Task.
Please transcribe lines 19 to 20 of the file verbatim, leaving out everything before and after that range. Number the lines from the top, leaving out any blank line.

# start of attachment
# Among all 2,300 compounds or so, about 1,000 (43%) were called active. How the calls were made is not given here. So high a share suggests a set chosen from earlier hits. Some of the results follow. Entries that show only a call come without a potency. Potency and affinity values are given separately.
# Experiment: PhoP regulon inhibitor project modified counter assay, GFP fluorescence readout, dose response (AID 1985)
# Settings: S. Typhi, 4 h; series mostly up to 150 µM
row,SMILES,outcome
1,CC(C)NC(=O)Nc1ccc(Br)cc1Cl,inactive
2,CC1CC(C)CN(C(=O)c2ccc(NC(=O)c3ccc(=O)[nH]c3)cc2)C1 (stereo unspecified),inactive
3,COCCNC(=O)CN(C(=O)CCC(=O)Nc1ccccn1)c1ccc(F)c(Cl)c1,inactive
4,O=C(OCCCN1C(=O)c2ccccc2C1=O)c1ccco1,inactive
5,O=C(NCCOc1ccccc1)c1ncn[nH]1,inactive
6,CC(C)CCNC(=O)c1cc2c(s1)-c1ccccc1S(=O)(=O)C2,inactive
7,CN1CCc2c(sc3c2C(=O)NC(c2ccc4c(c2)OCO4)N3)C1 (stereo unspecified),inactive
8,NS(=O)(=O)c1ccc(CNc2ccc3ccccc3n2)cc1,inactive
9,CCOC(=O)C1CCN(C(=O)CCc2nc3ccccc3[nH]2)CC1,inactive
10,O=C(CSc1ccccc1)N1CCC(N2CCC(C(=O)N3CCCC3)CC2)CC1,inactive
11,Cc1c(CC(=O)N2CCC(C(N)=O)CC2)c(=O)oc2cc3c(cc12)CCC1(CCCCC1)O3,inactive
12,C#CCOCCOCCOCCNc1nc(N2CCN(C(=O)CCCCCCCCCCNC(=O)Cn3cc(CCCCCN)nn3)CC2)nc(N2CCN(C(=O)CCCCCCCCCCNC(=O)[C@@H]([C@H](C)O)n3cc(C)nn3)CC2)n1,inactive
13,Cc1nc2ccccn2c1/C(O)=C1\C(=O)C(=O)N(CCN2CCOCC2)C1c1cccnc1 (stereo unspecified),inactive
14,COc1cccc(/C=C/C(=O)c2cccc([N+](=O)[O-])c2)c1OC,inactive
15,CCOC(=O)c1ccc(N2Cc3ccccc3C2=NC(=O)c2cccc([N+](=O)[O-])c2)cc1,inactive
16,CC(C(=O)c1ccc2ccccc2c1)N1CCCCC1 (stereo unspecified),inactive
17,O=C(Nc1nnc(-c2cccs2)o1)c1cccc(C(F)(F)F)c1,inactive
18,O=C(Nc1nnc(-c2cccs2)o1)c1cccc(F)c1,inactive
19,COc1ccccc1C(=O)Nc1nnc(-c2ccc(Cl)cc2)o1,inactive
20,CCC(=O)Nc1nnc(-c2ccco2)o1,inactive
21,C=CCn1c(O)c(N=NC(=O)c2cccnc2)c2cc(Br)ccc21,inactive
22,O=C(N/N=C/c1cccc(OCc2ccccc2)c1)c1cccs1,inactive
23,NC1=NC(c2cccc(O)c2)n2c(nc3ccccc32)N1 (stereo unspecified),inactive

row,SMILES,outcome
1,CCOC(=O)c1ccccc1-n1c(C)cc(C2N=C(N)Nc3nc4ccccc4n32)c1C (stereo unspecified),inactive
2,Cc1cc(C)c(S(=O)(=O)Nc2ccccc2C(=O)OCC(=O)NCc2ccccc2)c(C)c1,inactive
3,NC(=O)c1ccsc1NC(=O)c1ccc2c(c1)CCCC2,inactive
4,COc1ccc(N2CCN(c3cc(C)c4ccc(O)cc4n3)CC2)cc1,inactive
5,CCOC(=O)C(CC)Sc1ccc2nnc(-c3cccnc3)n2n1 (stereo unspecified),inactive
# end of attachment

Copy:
15,CCOC(=O)c1ccc(N2Cc3ccccc3C2=NC(=O)c2cccc([N+](=O)[O-])c2)cc1,inactive
16,CC(C(=O)c1ccc2ccccc2c1)N1CCCCC1 (stereo unspecified),inactive